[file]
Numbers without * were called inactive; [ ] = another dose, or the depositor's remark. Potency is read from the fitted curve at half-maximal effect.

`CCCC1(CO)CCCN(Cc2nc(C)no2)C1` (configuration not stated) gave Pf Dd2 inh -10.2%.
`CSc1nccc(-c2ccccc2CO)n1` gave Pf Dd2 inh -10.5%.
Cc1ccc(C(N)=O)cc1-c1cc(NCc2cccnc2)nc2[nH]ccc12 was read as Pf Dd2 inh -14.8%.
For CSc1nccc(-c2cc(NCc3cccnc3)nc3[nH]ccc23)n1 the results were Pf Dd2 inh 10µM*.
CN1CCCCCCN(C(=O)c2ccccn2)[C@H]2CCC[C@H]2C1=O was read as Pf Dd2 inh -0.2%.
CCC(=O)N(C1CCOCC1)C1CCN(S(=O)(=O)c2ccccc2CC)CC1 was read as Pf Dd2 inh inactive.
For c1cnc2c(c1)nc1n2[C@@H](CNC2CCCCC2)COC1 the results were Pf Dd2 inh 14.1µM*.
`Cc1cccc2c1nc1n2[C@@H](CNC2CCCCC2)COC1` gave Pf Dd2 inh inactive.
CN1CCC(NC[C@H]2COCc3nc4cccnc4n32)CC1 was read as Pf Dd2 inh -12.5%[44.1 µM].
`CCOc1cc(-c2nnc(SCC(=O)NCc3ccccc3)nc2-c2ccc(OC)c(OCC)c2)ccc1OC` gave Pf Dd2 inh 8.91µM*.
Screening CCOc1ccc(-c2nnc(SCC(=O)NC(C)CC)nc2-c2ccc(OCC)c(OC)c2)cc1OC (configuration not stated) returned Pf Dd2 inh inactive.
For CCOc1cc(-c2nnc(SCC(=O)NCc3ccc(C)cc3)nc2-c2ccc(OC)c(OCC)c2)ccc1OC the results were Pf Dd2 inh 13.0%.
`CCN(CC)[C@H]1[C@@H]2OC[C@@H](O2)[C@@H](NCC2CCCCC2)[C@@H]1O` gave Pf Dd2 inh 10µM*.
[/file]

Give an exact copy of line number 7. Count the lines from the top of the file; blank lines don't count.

CCC(=O)N(C1CCOCC1)C1CCN(S(=O)(=O)c2ccccc2CC)CC1 was read as Pf Dd2 inh inactive.